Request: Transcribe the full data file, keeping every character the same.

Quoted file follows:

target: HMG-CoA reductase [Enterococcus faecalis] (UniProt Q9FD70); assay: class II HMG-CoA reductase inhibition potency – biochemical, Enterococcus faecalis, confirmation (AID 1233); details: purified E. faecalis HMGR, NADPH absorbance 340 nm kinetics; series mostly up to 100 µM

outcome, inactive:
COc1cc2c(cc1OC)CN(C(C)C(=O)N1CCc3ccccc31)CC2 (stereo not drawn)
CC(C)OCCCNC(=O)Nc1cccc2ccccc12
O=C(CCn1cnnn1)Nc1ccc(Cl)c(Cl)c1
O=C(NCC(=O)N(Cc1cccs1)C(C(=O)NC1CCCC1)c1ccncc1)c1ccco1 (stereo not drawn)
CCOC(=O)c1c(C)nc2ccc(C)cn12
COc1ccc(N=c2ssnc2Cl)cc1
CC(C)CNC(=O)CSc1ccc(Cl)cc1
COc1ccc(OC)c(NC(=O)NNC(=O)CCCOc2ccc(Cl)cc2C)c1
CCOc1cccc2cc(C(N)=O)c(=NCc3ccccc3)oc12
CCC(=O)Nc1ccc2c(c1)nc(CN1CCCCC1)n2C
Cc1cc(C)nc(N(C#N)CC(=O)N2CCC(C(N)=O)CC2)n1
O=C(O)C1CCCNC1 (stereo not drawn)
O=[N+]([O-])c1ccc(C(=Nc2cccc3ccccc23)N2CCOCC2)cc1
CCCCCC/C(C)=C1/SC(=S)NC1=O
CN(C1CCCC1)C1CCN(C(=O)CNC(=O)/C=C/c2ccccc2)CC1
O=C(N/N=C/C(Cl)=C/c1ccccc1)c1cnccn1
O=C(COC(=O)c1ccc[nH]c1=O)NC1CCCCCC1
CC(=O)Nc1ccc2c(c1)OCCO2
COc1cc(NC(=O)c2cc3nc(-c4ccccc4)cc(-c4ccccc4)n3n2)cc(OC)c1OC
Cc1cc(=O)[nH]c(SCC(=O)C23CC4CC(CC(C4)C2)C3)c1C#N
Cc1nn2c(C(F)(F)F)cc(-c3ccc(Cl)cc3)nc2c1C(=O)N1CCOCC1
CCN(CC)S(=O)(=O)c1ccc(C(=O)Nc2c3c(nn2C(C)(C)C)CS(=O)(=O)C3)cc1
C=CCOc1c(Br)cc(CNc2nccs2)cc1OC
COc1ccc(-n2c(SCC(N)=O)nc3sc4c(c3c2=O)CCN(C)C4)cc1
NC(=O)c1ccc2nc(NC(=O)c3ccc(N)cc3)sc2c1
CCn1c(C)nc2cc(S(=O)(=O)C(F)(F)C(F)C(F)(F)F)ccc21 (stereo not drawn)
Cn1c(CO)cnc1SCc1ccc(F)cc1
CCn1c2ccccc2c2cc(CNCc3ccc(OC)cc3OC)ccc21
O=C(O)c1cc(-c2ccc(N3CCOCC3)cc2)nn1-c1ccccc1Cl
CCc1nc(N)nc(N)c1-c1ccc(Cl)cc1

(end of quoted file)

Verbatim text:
target: HMG-CoA reductase [Enterococcus faecalis] (UniProt Q9FD70); assay: class II HMG-CoA reductase inhibition potency – biochemical, Enterococcus faecalis, confirmation (AID 1233); details: purified E. faecalis HMGR, NADPH absorbance 340 nm kinetics; series mostly up to 100 µM

outcome, inactive:
COc1cc2c(cc1OC)CN(C(C)C(=O)N1CCc3ccccc31)CC2 (stereo not drawn)
CC(C)OCCCNC(=O)Nc1cccc2ccccc12
O=C(CCn1cnnn1)Nc1ccc(Cl)c(Cl)c1
O=C(NCC(=O)N(Cc1cccs1)C(C(=O)NC1CCCC1)c1ccncc1)c1ccco1 (stereo not drawn)
CCOC(=O)c1c(C)nc2ccc(C)cn12
COc1ccc(N=c2ssnc2Cl)cc1
CC(C)CNC(=O)CSc1ccc(Cl)cc1
COc1ccc(OC)c(NC(=O)NNC(=O)CCCOc2ccc(Cl)cc2C)c1
CCOc1cccc2cc(C(N)=O)c(=NCc3ccccc3)oc12
CCC(=O)Nc1ccc2c(c1)nc(CN1CCCCC1)n2C
Cc1cc(C)nc(N(C#N)CC(=O)N2CCC(C(N)=O)CC2)n1
O=C(O)C1CCCNC1 (stereo not drawn)
O=[N+]([O-])c1ccc(C(=Nc2cccc3ccccc23)N2CCOCC2)cc1
CCCCCC/C(C)=C1/SC(=S)NC1=O
CN(C1CCCC1)C1CCN(C(=O)CNC(=O)/C=C/c2ccccc2)CC1
O=C(N/N=C/C(Cl)=C/c1ccccc1)c1cnccn1
O=C(COC(=O)c1ccc[nH]c1=O)NC1CCCCCC1
CC(=O)Nc1ccc2c(c1)OCCO2
COc1cc(NC(=O)c2cc3nc(-c4ccccc4)cc(-c4ccccc4)n3n2)cc(OC)c1OC
Cc1cc(=O)[nH]c(SCC(=O)C23CC4CC(CC(C4)C2)C3)c1C#N
Cc1nn2c(C(F)(F)F)cc(-c3ccc(Cl)cc3)nc2c1C(=O)N1CCOCC1
CCN(CC)S(=O)(=O)c1ccc(C(=O)Nc2c3c(nn2C(C)(C)C)CS(=O)(=O)C3)cc1
C=CCOc1c(Br)cc(CNc2nccs2)cc1OC
COc1ccc(-n2c(SCC(N)=O)nc3sc4c(c3c2=O)CCN(C)C4)cc1
NC(=O)c1ccc2nc(NC(=O)c3ccc(N)cc3)sc2c1
CCn1c(C)nc2cc(S(=O)(=O)C(F)(F)C(F)C(F)(F)F)ccc21 (stereo not drawn)
Cn1c(CO)cnc1SCc1ccc(F)cc1
CCn1c2ccccc2c2cc(CNCc3ccc(OC)cc3OC)ccc21
O=C(O)c1cc(-c2ccc(N3CCOCC3)cc2)nn1-c1ccccc1Cl
CCc1nc(N)nc(N)c1-c1ccc(Cl)cc1